Also note that if your machine doesn't have a "/usr/share/docs" directory you'll see an
       "ERROR: Directory not found for service docs" error message. Change the directory in the
       configuration file to something that exists.

       Prerequisites not found

       If you're installing Perlbal by hand you may encounter some error messages describing how
       some prerequisites are not available:

           user@machine:~/Perlbal-X.XX$ perl Makefile.PL
           Checking if your kit is complete...
           Looks good
           Warning: prerequisite BSD::Resource 0 not found.
           Warning: prerequisite Danga::Socket 1.44 not found.
           Warning: prerequisite HTTP::Date 0 not found.
           Warning: prerequisite HTTP::Response 0 not found.
           Warning: prerequisite Sys::Syscall 0 not found.
           Writing Makefile for Perlbal

       This is perl's way of telling you that since you're installing Perlbal by hand you'll also
       need to install its prerequisites by hand. Your first choice is to download each of them
       separately and perform the same installation procedure for each. Unfortunately, they are
       all likely to have additional prerequisites. Recursively.

       Alternately, see the following Troubleshooting item: "No connection to the internet".

       No connection to the internet

       If you don't have a connection to the internet you can still install Perlbal, but you'll
       have to tranfer the source somehow to the machine.

       Given that Perlbal has other module dependencies from CPAN (and those have their own
       dependencies too), here's a solution for this problem:

       Step 1: On a machine with connection to the internet, install CPAN::Mini:

           $ perl -MCPAN -e shell

           cpan> install CPAN::Mini

       Run "minicpan" to create a minimal CPAN mirror (it contains only the latest version of
       each module):

           $ minicpan -l /home/user/minicpan/ -r

       Now grab that directory and record it to something you can read on the other machine
       (e.g., a DVD, a hard drive).

       Once you're on that machine, you can run the CPAN shell and tell it to look for
       distributions on the local directory where you now have your own CPAN mirror:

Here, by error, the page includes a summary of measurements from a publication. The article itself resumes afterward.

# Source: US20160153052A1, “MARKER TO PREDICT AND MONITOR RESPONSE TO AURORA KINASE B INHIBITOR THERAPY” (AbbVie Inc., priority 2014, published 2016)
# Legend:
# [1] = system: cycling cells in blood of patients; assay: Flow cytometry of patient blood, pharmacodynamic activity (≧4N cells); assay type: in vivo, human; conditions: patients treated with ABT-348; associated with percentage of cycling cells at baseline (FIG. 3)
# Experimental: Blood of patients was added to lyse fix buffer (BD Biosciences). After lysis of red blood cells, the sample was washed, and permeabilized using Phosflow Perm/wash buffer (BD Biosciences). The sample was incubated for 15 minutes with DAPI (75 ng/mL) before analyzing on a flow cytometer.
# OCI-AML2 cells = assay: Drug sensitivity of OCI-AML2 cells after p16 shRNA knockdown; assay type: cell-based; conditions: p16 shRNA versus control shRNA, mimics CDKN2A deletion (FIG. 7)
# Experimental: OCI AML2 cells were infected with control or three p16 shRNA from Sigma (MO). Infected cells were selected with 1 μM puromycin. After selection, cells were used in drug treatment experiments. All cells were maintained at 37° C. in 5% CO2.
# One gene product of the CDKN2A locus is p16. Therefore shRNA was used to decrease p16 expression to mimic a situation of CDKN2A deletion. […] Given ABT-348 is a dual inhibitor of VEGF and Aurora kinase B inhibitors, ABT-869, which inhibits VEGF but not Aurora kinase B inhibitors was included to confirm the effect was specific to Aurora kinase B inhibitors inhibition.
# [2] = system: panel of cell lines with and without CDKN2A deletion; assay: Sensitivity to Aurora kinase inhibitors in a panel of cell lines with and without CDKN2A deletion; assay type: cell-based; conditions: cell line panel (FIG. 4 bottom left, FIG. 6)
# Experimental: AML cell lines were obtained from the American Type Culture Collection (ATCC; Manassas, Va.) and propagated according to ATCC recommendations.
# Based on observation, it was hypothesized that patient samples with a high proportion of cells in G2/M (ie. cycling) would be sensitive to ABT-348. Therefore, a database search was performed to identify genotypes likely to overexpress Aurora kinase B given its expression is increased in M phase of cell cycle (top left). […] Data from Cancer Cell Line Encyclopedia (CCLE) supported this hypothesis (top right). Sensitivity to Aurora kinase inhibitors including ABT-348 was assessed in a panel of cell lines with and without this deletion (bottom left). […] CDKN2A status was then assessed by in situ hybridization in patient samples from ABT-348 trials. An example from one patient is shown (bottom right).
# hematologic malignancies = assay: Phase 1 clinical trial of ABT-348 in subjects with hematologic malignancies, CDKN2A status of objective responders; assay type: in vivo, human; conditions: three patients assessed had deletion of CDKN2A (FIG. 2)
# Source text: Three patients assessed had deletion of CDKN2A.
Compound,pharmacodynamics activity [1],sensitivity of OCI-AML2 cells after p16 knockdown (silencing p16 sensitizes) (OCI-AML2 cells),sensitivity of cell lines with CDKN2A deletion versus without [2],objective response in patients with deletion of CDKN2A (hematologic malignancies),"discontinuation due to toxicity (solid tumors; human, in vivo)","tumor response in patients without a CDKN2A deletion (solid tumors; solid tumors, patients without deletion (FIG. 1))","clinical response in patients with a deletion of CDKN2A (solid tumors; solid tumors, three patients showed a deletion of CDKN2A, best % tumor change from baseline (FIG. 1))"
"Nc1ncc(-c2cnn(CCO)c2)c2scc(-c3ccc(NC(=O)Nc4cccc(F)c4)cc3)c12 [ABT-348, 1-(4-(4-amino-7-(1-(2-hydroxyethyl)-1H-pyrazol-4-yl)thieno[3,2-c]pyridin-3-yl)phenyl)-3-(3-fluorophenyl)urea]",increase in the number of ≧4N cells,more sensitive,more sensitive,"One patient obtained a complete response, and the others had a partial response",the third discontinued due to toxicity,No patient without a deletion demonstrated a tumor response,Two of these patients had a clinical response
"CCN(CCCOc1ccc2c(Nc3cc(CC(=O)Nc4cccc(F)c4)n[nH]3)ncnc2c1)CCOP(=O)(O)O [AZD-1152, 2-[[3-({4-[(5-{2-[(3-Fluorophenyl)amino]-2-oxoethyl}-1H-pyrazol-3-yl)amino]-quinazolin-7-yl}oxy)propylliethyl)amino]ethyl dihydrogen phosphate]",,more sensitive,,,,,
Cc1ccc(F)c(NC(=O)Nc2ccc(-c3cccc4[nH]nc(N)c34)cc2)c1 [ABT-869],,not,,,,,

$ perl -MCPAN -e shell

           cpan> o conf urllist push file:///home/user/path/to/minicpan

           cpan> install Perlbal

       If you want "cpan" to record this change don't forget to commit:

           cpan> o conf commit

       No compiler available

       If there's no compiler available on the machine you will probably see an error ending in
       something like:

           Failed during this command:
            DORMANDO/Perlbal-X.XX.tar.gz : writemakefile NO '/usr/bin/perl Makefile.PL INSTALLDIRS=site' returned status -1

       You need to install something like "gcc" (check <>).

       After installing "gcc", when trying to install Perlbal again you may get another error

           cpan> install Perlbal
           Running install for module 'Perlbal'
           Running make for D/DO/DORMANDO/Perlbal-X.XX.tar.gz
             Has already been unwrapped into directory /home/myself/.cpan/build/Perlbal-X.XX-GFko0J
             '/usr/bin/perl Makefile.PL INSTALLDIRS=site' returned status -1, won't make
           Running make test
             Make had some problems, won't test
           Running make install
             Make had some problems, won't install

       This is the cpan shell assuming nothing changed in the system and skipping a few steps.
       You need to let it know you're willing to forget the past:

           cpan> look Perlbal

           $ rm -rf *

           $ exit

       And now you can try installation again:

           cpan> install Perlbal